Data. It’s everywhere, and healthcare organizations know it can be theoretically useful in the modeling of predictive patient outcomes.
This sounds promising enough. But when we look beneath the surface, we learn that the industry as a whole has been relatively slow to adopt predictive analytics as a standard course of nonacademic care. In fact, just 34% of providers include it as part of their strategy.
This isn’t to say there aren’t plans for future applications. Providers recognize the potential for predictive analytics to improve outcomes and lower long-term costs. A Deloitte survey found that 84% of executives certainly see the benefits of predictive analytics in healthcare, as they say it will play a role in their organization’s strategy over the next three years.
So when will the role of data analytics in healthcare move from academic to more practical applications? And perhaps more importantly, what stops providers from taking action?
The Promise of Predictive Analytics
Some of the hesitation about analytics can be credited to misunderstandings about its scope. Given the hype — the market is expected to nearly quadruple in size to $8.46 billion by 2025, according to some estimates — many providers believe predictive analytics will make inherently disruptive changes to day-to-day operations. This includes supplanting sensitive tasks usually carried out by doctors (such as developing custom treatment plans).
In reality, analytics should focus on incremental improvements to allow doctors to do more of what they already do well. As it stands, six out of 10 physicians feel their time with patients is far too short to treat them effectively. The median time for visits is 11.8 minutes for patients in their 30s and rises to 14.3 minutes for patients who are 70 or older.
With predictive analytics, one possible initial deployment could assist with calendar management by using data on missed or canceled appointments to help doctors better estimate when they might have more time to handle complex patient visits. Small changes like this one could make a significant impact on patient experience.
Even if a provider is willing to invest in a larger-scope analytics project, its value will come in augmenting existing processes, not redoing them. In the near future, patient-generated data could help doctors assess and score the risk of an illness or disease in particular cases, but it will still require a doctor’s expertise to interpret the best way for the patient to address that risk.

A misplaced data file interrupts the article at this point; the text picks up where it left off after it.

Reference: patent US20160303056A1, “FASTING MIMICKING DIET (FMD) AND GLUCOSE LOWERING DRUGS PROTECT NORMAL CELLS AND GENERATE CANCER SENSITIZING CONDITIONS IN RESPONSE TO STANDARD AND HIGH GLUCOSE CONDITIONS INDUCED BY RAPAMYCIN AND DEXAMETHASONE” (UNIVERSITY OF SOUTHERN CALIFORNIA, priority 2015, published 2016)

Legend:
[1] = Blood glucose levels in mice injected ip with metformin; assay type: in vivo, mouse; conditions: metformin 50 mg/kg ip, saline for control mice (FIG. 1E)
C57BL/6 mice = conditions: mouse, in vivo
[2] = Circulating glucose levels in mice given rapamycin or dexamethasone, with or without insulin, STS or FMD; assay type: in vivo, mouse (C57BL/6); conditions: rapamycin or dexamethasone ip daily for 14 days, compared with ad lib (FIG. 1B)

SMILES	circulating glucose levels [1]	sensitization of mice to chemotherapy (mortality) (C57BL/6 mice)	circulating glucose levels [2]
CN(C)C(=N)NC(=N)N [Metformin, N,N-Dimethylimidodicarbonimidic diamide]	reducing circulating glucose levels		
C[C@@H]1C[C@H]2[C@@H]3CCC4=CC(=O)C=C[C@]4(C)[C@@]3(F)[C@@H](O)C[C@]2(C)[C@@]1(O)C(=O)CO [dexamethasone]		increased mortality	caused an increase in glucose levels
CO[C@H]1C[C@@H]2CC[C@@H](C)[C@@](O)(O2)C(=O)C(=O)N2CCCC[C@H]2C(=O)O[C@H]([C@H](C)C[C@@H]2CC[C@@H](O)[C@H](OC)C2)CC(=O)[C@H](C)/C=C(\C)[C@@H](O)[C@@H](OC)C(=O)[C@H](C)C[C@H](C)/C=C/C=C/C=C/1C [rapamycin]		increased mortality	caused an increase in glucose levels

When applied during care delivery, analytics could even factor in social and environmental conditions that could increase the likelihood of complications. That alone could reduce hospital re-admissions and improve the standard of care across the spectrum.
Again, this has nothing to do with a patient’s treatment plan. There will always be a need for human creativity in care that only a doctor or clinician can provide. Instead, the pros and cons of predictive analytics in healthcare can be better divided into high- and low-value applications. Data can excel in identifying health challenges, anticipating certain risk factors, and streamlining administrative tasks, which also provides an opportunity to further improve patient care.
Although barriers still prevent fully implementing predictive analytics in healthcare, leaders — especially those in information technology — can help break them down. Here are some of the best ways to start:
Organize your data.
Providers have long struggled to manage the data necessary to implement predictive analytics. One survey suggests that alongside budget and regulatory challenges, data management is one of the most consistent barriers to implementing more analytics.
To put this in perspective, let’s consider diabetes. Dozens of data markers go into its prevention: sugar intake, diet, exercise, etc. But until that data is connected, organized, and understandable to a program powered by artificial intelligence, you can’t truly explore the value analytics play in preventing it.
Sometimes, the simplest of strategies can bring about the biggest results. Monitoring falls squarely within this camp. To the first point, it’s the best way to collect useful data.
If your patient has a device to track blood pressure, for example, you could deploy an analytics program to identify any relationship between blood pressure spikes and specific daily events (such as travel or vigorous exercise). Armed with this information, doctors could provide more tailored advice for patients.
Encourage open communication between the tech department and doctors.
Despite the potential benefits of implementing predictive analytics in healthcare, many doctors who could benefit from it aren’t ready to take the leap due to concerns about patient safety.
Many providers have yet to figure out how to reassure staff that emerging technology won’t harm patients or take over their work, and IT teams are best suited to lead those conversations. They should communicate in a language doctors and their staff can understand. Educating them about how predictive analytics can expand the scope of care and bring a broader base of knowledge to better treat individuals is a great way to start.
Bringing predictive analytics into practical rather than theoretical applications is no small feat, and there are many stakeholders that must buy in. However, achieving this isn’t impossible. You have the facts on your side — it’s time to start communicating them.